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The recent decision of the UK to begin the process of leaving the European Union calls for fresh thinking on what has become known as ‘the totality of relationships’ on these islands.
Only the peoples of England and Wales have actively chosen this path, the electorates in Scotland and Northern Ireland having voted to remain.
Given that the Republic of Ireland also remains strongly pro-EU, is it not time to give consideration to new constitutional arrangements for the entire north-western flank of these islands?
A tri-state confederation made up of the Republic of Ireland, Northern Ireland and Scotland with continued membership of the EU makes sense from various standpoints: political, economic and cultural.
Notwithstanding the prerequisite for independence referenda in Scotland and Northern Ireland, post-Brexit realpolitik cannot fail to recognise that there is strong support for continued EU membership in all three states.
There is also the very compelling case that open borders across the three states would obviate the need for the reinstatement of an internal Irish border, thus removing any rationale (spurious though it may be) for a return to the republican paramilitary violence that blighted this country for decades.
From a northern unionist perspective, the very real prospect of Scottish independence leaves them very much cast adrift from an England-dominated UK. Unionists of all hues already find themselves uneasy about the future of the existing Union, living, as they do, in a stat e where they have lost their Stormont majority, where the demographics are against them and where the greatest threat to that union comes not from the nationalists within but from those a short distance away across the North Channel.
That those who now most threaten the union are, for the most part, their own kith and kin can only add to the sense of unease.
Wouldn’t it be considerably more palatable to retain a political link with their neighbours and historical kinsmen just thirteen miles away across that narrow stretch of water?
For the Unionists of the north, their future would be secure in a confederation where those with a Protestant identity would comprise slightly more than half the population.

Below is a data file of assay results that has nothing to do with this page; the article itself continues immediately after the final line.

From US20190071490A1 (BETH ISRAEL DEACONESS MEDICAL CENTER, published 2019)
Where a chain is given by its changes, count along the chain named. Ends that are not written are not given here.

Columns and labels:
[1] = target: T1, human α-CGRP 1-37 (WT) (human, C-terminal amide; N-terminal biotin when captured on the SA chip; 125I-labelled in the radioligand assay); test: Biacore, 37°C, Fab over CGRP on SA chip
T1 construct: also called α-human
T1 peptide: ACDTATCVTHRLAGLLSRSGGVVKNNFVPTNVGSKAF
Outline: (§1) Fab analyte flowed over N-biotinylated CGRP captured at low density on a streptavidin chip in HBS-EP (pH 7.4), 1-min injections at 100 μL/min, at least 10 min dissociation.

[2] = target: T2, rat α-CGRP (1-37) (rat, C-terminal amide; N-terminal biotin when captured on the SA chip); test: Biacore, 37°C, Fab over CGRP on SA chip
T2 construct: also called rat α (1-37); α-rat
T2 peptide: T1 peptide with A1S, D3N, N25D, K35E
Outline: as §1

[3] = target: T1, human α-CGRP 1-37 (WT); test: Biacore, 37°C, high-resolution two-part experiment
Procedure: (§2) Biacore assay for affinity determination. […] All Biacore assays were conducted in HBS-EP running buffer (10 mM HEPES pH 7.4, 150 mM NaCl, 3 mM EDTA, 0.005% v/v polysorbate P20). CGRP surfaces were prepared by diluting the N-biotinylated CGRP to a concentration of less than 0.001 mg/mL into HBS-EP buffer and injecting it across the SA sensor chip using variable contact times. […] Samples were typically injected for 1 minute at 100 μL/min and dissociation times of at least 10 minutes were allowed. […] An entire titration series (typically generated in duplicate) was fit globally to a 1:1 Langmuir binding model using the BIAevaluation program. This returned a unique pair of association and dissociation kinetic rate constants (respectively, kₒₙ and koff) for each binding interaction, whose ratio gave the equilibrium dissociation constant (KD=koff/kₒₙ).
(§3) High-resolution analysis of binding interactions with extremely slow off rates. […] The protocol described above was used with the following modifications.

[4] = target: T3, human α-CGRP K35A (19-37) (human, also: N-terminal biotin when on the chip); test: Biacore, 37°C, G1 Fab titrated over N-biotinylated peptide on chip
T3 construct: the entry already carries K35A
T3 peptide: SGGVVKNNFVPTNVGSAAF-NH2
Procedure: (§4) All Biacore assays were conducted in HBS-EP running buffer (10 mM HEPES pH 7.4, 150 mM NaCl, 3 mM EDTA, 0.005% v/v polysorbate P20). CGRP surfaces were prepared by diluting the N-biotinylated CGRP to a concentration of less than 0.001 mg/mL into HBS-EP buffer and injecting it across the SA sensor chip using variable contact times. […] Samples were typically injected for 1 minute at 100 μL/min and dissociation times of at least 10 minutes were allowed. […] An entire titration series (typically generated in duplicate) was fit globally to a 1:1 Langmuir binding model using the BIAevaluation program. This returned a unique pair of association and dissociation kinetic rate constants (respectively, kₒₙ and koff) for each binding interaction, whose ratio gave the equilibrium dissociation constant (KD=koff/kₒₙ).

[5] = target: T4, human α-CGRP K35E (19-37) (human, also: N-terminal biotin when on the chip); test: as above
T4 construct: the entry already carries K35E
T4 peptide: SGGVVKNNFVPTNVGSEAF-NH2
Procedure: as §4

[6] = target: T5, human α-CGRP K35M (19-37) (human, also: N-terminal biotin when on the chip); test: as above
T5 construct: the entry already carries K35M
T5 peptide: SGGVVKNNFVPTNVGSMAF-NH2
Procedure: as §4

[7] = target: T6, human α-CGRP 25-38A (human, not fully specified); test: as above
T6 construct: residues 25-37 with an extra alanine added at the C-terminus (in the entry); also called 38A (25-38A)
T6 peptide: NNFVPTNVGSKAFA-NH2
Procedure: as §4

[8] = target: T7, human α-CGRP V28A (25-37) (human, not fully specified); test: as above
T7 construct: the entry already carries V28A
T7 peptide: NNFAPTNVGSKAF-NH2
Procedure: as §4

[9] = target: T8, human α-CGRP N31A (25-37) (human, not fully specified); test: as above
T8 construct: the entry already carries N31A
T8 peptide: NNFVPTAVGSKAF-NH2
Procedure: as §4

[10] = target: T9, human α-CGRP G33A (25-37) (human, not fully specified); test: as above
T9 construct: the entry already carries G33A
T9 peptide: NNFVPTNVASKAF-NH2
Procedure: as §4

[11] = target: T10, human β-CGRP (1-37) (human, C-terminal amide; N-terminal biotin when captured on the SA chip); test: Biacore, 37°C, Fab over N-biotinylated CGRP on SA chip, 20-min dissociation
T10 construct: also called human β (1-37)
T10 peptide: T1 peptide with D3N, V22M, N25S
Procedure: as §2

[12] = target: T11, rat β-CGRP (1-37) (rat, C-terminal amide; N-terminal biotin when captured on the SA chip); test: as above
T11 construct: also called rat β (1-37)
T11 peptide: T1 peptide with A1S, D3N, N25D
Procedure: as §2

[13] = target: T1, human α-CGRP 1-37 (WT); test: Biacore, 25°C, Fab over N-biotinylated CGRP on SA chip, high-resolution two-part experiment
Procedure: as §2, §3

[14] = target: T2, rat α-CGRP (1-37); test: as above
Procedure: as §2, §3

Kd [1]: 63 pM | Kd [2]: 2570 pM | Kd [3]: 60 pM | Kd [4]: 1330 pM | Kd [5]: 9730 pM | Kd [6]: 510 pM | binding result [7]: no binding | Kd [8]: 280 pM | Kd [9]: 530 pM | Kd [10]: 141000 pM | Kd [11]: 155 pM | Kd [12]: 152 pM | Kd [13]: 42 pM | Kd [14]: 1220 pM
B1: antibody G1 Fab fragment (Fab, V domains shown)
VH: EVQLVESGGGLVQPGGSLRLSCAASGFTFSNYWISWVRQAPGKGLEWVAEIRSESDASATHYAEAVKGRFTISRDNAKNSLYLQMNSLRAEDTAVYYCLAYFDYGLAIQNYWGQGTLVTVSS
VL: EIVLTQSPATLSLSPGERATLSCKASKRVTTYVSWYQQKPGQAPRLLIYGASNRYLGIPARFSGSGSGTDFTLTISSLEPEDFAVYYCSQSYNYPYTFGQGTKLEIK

Yes, they would lose the link with the London but, in a much-shrunken United Kingdom shorn of 50% of its 1801 landmass and where they find themselves ever-more marginalised and less influential, how could they ever feel secure?
From an Irish nationalist perspective, a degree of hard-won independence would have to be ceded to the new confederal authority but equally a union of north and south, of Catholic, Protestant and Dissenter, in the true republican tradition of Wolfe Tone would at last be achieved and the link with Westminster would be broken.
Most importantly, the EU border would be at Hadrian’s Wall rather than at the Black Pig’s Dyke!
For the Scots, the idea of giving up a degree of independence as soon as it is gained might seem counter-intuitive but the obvious attraction is the prospect of continued EU membership as a part of a larger English-speaking alliance.
Furthermore, for Scottish Catholics, the traditional sense of being Scottish but never truly belonging would disappear as they could easily identify with their Irish cousins in the new union.
And for Scottish Protestants – largely Presbyterian – surely the prospect of an alliance with their Ulster Scots brethren and the potential to bring to bear a political influence that was never possible in Tory-dominated Westminster would be an attractive possibility.
The confederation of three states would provide ‘the best of all worlds’ for all the traditions in both Ireland and Scotland.
From an economic standpoint, a union of three English-speaking states within the EU with a combined population of some 12 million people and more than half of its land mass would have considerable clout.
The current situation where the three governments compete with each other for foreign investment is, self-evidently, in no one’s best interests.
Working together, a union of the three states could, in time, become an economic powerhouse in its own right. This is not fanciful.
The region has vast natural resources in oil, wind and wave power and it has highly fertile lands and seas that have already spawned a world-class, multi-billion euro/pound food-based economy.
All three existing states have also been highly successful in attracting some of the world’s leading companies in information technology and pharmaceuticals, in particular; and given that our populations are already among the best educated in the world, the potential for future success is boundless.
And we haven’t even begun to mention the shared cultural imperatives such as music, dance, and the Gaelic and Ulster Scots languages that impel us to come closer together.
With a second Scottish referendum and a completed Brexit just two to three years away, we have a very short window of opportunity here. Let us begin to imagine!
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